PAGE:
We used to wonder where war lived,
what it was that made it so vile.
And now we realize that we know where it lives,
that it is inside ourselves.
So instead of loving what you think is peace,
love other [people] and love God above all.
And instead of hating the people you think are warmakers,
hate the appetites and the disorder in your own soul,
which are the causes of war.
If you love peace,
then hate injustice, hate tyranny, hate greed –
but hate these things in yourself, not in another."
—Thomas Merton, from "New Seeds of Contemplation"
A Prayer for Deliverance
O God, your glory blazes with the light of love and justice, your righteousness and your mercy flow together as one mighty stream: May we who beseech deliverance from violence, oppression, and degradation be purged within of their roots—of fear, envy, powerlessness, anger, resentment, the lust for revenge and the desire to hurt—and of the blindness and willfulness which beset our best intentions; that we may not act with violence, neither oppress nor degrade any of your creatures, but may strive for justice and peace among all people, and respect the dignity of every human being; for Jesus’ sake. Amen.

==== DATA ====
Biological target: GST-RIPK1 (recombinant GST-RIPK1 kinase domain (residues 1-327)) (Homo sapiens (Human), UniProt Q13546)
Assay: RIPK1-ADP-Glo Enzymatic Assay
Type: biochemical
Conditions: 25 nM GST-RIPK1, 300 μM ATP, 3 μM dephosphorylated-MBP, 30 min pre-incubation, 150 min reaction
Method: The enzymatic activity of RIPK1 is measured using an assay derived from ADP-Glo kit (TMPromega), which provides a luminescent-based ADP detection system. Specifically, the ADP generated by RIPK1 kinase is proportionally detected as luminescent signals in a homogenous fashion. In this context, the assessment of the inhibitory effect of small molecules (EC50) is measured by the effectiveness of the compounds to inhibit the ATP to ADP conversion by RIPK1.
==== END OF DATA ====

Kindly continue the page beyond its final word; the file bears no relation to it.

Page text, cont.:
This prayer expands a petition from Form I of the Prayers of the People and concludes with the final vow of our Baptismal Covenant. Imagery is drawn either explicitly or allusively from Hebrews 12:29 (and Eliot’s complex vision of fire in “Little Gidding”), Amos 5:24, Ezekiel 34:26, Psalm 72:6-7, Ezekiel 47, Revelation 22. The themes of fire and water mingle in the Orthodox liturgies of the Feast of the Theophany.